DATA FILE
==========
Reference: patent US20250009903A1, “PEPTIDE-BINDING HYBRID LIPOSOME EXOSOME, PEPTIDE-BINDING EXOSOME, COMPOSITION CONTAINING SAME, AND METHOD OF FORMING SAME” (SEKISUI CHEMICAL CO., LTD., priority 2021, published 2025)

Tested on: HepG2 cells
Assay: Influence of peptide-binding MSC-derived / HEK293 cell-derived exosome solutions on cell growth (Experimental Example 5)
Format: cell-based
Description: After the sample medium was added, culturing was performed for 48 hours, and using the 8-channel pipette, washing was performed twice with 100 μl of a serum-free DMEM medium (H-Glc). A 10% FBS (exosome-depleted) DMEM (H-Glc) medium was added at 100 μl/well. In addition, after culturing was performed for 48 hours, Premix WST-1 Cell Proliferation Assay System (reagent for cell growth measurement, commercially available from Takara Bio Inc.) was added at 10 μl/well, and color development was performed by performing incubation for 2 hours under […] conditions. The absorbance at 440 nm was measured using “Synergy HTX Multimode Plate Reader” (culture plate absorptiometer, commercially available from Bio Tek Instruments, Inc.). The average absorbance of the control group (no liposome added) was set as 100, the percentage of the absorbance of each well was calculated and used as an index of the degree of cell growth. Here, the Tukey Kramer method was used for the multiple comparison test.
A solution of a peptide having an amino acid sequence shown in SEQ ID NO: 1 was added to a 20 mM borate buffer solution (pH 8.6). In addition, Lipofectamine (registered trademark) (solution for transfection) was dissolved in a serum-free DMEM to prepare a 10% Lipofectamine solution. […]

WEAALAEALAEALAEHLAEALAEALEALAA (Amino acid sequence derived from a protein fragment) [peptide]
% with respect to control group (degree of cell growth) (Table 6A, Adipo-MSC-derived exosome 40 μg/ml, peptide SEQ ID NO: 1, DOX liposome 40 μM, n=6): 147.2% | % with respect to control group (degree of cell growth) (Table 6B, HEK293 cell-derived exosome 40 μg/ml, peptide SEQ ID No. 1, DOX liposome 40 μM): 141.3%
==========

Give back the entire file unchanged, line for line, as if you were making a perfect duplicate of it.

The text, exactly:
Reference: patent US20250009903A1, “PEPTIDE-BINDING HYBRID LIPOSOME EXOSOME, PEPTIDE-BINDING EXOSOME, COMPOSITION CONTAINING SAME, AND METHOD OF FORMING SAME” (SEKISUI CHEMICAL CO., LTD., priority 2021, published 2025)

Tested on: HepG2 cells
Assay: Influence of peptide-binding MSC-derived / HEK293 cell-derived exosome solutions on cell growth (Experimental Example 5)
Format: cell-based
Description: After the sample medium was added, culturing was performed for 48 hours, and using the 8-channel pipette, washing was performed twice with 100 μl of a serum-free DMEM medium (H-Glc). A 10% FBS (exosome-depleted) DMEM (H-Glc) medium was added at 100 μl/well. In addition, after culturing was performed for 48 hours, Premix WST-1 Cell Proliferation Assay System (reagent for cell growth measurement, commercially available from Takara Bio Inc.) was added at 10 μl/well, and color development was performed by performing incubation for 2 hours under […] conditions. The absorbance at 440 nm was measured using “Synergy HTX Multimode Plate Reader” (culture plate absorptiometer, commercially available from Bio Tek Instruments, Inc.). The average absorbance of the control group (no liposome added) was set as 100, the percentage of the absorbance of each well was calculated and used as an index of the degree of cell growth. Here, the Tukey Kramer method was used for the multiple comparison test.
A solution of a peptide having an amino acid sequence shown in SEQ ID NO: 1 was added to a 20 mM borate buffer solution (pH 8.6). In addition, Lipofectamine (registered trademark) (solution for transfection) was dissolved in a serum-free DMEM to prepare a 10% Lipofectamine solution. […]

WEAALAEALAEALAEHLAEALAEALEALAA (Amino acid sequence derived from a protein fragment) [peptide]
% with respect to control group (degree of cell growth) (Table 6A, Adipo-MSC-derived exosome 40 μg/ml, peptide SEQ ID NO: 1, DOX liposome 40 μM, n=6): 147.2% | % with respect to control group (degree of cell growth) (Table 6B, HEK293 cell-derived exosome 40 μg/ml, peptide SEQ ID No. 1, DOX liposome 40 μM): 141.3%